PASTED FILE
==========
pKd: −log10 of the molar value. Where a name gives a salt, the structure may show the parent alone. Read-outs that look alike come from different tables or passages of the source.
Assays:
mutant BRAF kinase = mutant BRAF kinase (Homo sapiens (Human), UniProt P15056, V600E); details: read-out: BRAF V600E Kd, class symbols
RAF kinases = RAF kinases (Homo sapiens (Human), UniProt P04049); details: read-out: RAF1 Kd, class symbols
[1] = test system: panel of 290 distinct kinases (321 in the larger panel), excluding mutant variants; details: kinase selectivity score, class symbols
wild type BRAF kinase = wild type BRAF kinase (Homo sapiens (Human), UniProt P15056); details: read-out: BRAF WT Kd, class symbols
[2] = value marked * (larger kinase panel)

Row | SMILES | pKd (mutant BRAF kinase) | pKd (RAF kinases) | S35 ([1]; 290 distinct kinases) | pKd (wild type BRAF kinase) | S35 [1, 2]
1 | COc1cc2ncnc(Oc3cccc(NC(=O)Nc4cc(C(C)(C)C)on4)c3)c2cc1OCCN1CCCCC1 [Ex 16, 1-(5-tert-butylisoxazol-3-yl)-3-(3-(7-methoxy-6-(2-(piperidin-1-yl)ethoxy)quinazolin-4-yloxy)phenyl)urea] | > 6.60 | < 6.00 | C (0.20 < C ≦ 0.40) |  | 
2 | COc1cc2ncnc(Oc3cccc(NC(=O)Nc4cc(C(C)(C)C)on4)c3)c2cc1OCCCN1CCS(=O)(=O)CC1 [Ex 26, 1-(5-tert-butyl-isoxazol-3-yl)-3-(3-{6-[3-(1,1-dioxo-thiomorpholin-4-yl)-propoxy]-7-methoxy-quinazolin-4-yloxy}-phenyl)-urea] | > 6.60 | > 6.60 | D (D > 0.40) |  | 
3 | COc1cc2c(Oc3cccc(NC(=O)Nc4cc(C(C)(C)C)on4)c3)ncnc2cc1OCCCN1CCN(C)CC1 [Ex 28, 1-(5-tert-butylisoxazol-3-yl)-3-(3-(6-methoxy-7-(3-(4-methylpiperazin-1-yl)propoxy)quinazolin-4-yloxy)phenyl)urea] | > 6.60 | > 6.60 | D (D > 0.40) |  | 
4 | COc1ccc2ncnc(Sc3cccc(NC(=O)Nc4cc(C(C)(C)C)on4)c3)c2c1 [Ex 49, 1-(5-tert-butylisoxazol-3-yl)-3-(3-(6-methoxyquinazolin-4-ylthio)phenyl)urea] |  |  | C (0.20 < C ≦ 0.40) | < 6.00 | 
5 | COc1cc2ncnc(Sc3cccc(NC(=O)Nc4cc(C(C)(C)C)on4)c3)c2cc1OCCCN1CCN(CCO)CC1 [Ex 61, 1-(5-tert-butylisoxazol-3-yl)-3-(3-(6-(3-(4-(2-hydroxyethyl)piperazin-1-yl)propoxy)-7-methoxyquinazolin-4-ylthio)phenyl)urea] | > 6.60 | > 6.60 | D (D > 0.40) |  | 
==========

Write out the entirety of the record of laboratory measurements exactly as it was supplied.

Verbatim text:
pKd: −log10 of the molar value. Where a name gives a salt, the structure may show the parent alone. Read-outs that look alike come from different tables or passages of the source.
Assays:
mutant BRAF kinase = mutant BRAF kinase (Homo sapiens (Human), UniProt P15056, V600E); details: read-out: BRAF V600E Kd, class symbols
RAF kinases = RAF kinases (Homo sapiens (Human), UniProt P04049); details: read-out: RAF1 Kd, class symbols
[1] = test system: panel of 290 distinct kinases (321 in the larger panel), excluding mutant variants; details: kinase selectivity score, class symbols
wild type BRAF kinase = wild type BRAF kinase (Homo sapiens (Human), UniProt P15056); details: read-out: BRAF WT Kd, class symbols
[2] = value marked * (larger kinase panel)

Row | SMILES | pKd (mutant BRAF kinase) | pKd (RAF kinases) | S35 ([1]; 290 distinct kinases) | pKd (wild type BRAF kinase) | S35 [1, 2]
1 | COc1cc2ncnc(Oc3cccc(NC(=O)Nc4cc(C(C)(C)C)on4)c3)c2cc1OCCN1CCCCC1 [Ex 16, 1-(5-tert-butylisoxazol-3-yl)-3-(3-(7-methoxy-6-(2-(piperidin-1-yl)ethoxy)quinazolin-4-yloxy)phenyl)urea] | > 6.60 | < 6.00 | C (0.20 < C ≦ 0.40) |  | 
2 | COc1cc2ncnc(Oc3cccc(NC(=O)Nc4cc(C(C)(C)C)on4)c3)c2cc1OCCCN1CCS(=O)(=O)CC1 [Ex 26, 1-(5-tert-butyl-isoxazol-3-yl)-3-(3-{6-[3-(1,1-dioxo-thiomorpholin-4-yl)-propoxy]-7-methoxy-quinazolin-4-yloxy}-phenyl)-urea] | > 6.60 | > 6.60 | D (D > 0.40) |  | 
3 | COc1cc2c(Oc3cccc(NC(=O)Nc4cc(C(C)(C)C)on4)c3)ncnc2cc1OCCCN1CCN(C)CC1 [Ex 28, 1-(5-tert-butylisoxazol-3-yl)-3-(3-(6-methoxy-7-(3-(4-methylpiperazin-1-yl)propoxy)quinazolin-4-yloxy)phenyl)urea] | > 6.60 | > 6.60 | D (D > 0.40) |  | 
4 | COc1ccc2ncnc(Sc3cccc(NC(=O)Nc4cc(C(C)(C)C)on4)c3)c2c1 [Ex 49, 1-(5-tert-butylisoxazol-3-yl)-3-(3-(6-methoxyquinazolin-4-ylthio)phenyl)urea] |  |  | C (0.20 < C ≦ 0.40) | < 6.00 | 
5 | COc1cc2ncnc(Sc3cccc(NC(=O)Nc4cc(C(C)(C)C)on4)c3)c2cc1OCCCN1CCN(CCO)CC1 [Ex 61, 1-(5-tert-butylisoxazol-3-yl)-3-(3-(6-(3-(4-(2-hydroxyethyl)piperazin-1-yl)propoxy)-7-methoxyquinazolin-4-ylthio)phenyl)urea] | > 6.60 | > 6.60 | D (D > 0.40) |  | 